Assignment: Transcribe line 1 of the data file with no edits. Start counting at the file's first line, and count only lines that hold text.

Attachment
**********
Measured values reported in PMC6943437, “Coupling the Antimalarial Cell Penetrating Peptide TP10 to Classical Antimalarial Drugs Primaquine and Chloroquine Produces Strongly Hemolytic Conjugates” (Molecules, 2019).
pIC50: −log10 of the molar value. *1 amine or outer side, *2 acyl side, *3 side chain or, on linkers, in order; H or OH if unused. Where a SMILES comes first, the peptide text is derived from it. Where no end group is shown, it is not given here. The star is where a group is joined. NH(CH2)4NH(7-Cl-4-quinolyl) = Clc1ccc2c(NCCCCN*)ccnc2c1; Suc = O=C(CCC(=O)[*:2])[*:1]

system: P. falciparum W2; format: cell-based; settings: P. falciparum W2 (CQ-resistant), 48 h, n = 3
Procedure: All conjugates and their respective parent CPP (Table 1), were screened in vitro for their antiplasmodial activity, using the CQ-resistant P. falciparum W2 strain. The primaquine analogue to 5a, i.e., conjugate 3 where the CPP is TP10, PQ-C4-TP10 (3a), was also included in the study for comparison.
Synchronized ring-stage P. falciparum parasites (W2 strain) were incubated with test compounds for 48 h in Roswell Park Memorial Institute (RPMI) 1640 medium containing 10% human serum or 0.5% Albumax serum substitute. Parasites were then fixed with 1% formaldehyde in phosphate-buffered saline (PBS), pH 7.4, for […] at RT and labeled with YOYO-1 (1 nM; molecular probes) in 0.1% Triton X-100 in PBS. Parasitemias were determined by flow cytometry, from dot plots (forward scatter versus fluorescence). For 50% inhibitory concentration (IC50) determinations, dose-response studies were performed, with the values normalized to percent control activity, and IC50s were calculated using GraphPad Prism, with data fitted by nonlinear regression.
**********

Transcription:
Measured values reported in PMC6943437, “Coupling the Antimalarial Cell Penetrating Peptide TP10 to Classical Antimalarial Drugs Primaquine and Chloroquine Produces Strongly Hemolytic Conjugates” (Molecules, 2019).